Moving the amendment, Liberal Democrat leader David Tutt said:

This is, I believe, a maturer form of politics.

Instead of arguing the toss over small elements of budgets, we have come together and put together what we believe is an alternative to the Conservative proposals that Cllr Bennett has just put in front of us.

This is a budget for the people of our county.

Cllr Tutt

There was criticism that the funding proposals did not come forward through the council’s Reconciling Policy, Performance and Resources (RPPR) process.

Had it done so, Conservatives argued, the proposals could have been scrutinised in detail and may have been included in the main proposals.

Following further debate, the cross-party amendment was defeated, largely on party lines, with 28 votes against and 21 votes for.

With the amendment defeated, the main budget proposal was agreed on similar lines, with opposition councillors abstaining rather than voting against.

Sussex Police & Crime Commissioner

On 28th January, the Sussex Police and Crime Panel gave its support to increasing the force’s precept by an average of £10 a year.

The 4.7 per cent increase – the maximum allowed without triggering a local referendum – would mean a Band D household would pay £10 more towards policing as part of their Council Tax bill, roughly equivalent to 83p more per month.

Katy Bourne, Sussex Police and Crime Commissioner (PCC), said:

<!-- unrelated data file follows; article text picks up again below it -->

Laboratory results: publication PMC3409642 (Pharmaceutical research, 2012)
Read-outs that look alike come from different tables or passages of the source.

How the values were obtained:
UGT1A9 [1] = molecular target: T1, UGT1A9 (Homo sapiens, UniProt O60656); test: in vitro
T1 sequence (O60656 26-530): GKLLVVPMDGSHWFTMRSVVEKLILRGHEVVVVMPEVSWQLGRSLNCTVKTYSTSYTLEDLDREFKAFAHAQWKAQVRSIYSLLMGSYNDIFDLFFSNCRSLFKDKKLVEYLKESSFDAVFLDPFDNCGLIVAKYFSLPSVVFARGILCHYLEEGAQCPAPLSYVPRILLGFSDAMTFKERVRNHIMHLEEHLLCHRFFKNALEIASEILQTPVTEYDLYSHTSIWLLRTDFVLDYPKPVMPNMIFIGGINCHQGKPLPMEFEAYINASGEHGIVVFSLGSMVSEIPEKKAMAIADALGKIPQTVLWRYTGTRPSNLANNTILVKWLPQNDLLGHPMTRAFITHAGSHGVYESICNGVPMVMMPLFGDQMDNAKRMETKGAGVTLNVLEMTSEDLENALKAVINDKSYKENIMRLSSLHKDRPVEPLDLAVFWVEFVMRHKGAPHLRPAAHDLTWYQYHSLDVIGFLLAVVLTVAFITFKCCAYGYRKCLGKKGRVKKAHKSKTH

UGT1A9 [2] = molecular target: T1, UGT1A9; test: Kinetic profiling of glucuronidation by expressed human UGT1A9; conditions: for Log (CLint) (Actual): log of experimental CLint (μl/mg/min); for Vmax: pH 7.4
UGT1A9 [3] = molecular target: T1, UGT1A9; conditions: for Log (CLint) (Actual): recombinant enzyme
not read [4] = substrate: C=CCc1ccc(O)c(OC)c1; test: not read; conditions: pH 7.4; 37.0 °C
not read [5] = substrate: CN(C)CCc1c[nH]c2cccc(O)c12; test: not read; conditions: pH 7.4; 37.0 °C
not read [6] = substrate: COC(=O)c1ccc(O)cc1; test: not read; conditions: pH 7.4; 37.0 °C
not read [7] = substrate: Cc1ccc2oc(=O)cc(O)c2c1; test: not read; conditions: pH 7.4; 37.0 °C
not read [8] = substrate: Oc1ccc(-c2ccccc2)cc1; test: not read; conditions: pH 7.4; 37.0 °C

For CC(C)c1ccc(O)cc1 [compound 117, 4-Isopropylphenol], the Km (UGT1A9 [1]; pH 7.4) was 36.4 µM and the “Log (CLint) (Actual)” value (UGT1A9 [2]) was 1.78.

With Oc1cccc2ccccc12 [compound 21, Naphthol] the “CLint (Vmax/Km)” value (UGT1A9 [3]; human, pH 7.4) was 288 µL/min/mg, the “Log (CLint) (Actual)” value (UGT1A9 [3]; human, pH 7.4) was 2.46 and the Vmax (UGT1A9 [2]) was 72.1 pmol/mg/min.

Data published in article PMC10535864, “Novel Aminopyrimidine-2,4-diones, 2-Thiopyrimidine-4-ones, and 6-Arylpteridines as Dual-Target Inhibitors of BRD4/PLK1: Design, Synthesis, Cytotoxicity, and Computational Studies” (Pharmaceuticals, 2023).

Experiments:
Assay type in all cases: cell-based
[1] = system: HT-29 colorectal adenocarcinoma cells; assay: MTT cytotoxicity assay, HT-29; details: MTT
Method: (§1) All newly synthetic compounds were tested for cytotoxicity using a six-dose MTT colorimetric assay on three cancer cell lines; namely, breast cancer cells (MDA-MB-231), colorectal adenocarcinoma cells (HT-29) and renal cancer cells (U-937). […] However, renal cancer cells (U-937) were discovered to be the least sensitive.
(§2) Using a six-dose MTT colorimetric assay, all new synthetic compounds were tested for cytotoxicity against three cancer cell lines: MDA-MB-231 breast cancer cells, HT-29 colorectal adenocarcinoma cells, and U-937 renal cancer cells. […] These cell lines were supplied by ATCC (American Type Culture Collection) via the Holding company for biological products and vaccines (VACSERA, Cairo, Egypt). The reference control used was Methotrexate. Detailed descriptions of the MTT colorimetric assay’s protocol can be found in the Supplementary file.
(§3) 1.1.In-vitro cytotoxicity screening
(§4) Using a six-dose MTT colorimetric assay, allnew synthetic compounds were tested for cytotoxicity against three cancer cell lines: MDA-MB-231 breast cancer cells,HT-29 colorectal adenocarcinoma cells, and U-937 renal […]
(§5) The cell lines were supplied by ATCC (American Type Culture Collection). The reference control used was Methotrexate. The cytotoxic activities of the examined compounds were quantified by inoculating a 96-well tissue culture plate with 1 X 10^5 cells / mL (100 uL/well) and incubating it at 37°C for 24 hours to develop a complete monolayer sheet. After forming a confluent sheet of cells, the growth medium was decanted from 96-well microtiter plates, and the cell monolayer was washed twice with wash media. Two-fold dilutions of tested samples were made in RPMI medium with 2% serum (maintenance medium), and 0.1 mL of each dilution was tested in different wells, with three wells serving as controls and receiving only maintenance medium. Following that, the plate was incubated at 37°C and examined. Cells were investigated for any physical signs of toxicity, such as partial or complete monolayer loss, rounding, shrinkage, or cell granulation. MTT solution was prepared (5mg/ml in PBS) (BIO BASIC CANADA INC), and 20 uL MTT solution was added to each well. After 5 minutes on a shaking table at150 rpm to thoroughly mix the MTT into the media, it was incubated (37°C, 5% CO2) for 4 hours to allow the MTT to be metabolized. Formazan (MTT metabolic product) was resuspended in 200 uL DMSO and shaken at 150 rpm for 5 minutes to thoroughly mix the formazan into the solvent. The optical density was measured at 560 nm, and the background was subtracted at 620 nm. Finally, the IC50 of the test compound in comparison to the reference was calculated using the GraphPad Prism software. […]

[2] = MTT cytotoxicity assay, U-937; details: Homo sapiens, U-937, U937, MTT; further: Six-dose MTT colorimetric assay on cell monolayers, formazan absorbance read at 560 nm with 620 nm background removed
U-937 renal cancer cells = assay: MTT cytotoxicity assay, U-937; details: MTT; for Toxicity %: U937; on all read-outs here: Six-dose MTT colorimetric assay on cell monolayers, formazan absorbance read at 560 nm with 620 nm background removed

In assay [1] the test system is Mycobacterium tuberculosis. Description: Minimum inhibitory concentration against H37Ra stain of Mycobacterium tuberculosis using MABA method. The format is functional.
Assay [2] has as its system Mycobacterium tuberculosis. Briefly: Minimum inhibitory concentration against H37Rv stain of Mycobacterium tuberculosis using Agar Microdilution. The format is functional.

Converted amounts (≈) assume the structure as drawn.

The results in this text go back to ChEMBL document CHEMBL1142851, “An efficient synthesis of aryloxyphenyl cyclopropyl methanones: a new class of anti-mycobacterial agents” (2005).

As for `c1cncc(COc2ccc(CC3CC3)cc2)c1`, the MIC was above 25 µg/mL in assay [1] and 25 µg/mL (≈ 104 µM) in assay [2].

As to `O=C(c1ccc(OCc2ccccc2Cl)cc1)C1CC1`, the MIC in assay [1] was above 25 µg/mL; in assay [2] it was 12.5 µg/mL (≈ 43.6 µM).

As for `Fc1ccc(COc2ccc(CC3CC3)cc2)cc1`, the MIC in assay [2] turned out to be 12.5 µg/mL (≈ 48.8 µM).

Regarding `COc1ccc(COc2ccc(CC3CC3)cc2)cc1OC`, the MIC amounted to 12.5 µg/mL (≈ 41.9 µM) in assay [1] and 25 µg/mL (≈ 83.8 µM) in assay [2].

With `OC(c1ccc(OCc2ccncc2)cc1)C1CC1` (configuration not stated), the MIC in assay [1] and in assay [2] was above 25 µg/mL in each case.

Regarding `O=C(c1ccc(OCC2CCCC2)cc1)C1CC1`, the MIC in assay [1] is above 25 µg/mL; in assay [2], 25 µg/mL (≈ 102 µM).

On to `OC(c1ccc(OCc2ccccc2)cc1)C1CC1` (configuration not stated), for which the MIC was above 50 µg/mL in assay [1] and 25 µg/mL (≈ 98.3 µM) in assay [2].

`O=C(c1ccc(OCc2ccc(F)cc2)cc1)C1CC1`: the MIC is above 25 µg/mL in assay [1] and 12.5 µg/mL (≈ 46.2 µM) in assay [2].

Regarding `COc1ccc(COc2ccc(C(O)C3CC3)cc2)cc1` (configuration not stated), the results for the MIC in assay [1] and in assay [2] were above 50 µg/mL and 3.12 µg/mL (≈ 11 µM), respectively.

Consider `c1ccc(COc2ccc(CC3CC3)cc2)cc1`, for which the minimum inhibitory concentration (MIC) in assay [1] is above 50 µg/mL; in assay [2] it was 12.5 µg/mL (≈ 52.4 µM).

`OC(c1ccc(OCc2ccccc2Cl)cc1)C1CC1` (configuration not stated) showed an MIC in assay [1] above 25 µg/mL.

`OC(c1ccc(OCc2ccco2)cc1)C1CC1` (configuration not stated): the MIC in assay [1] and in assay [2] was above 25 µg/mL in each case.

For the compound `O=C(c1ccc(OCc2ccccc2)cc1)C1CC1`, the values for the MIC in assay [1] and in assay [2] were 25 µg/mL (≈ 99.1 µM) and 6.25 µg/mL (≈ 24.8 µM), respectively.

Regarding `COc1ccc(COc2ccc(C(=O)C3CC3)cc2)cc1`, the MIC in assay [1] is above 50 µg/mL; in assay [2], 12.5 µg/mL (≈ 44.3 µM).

Seventy-five per cent of all residences in Sussex are B and D or below. So 75 per cent of those council tax payers will not pay more than the 83p a month I am proposing. I think it is really important that we recognise that.

The other side to think about is the fact we are still the seventh lowest precepted county in the country. So even with this 83p proposed increase, as a taxpayer you will pay the seventh lowest amount in England and Wales.

Our Government grant isn’t the biggest — I think we rank 12th or 13th lowest — and the amount we are getting from Government is still frozen.

One of the few areas that I can actually, with your support, make a change and put more into policing, so we do not move backwards, is around the precept.

Mrs Bourne, Sussex Police and Crime Commissioner

Overall, the precept increase would be expected to bring in an additional £7.9m. But even with additional precept income and Government funding, the panel heard that Sussex Police will need to find £5m worth of savings in order to set a balanced budget in 2022/23.

The majority of these savings are to be drawn from “ongoing departmental savings plans and contractual changes”, although some would also come from ‘vacancy management’.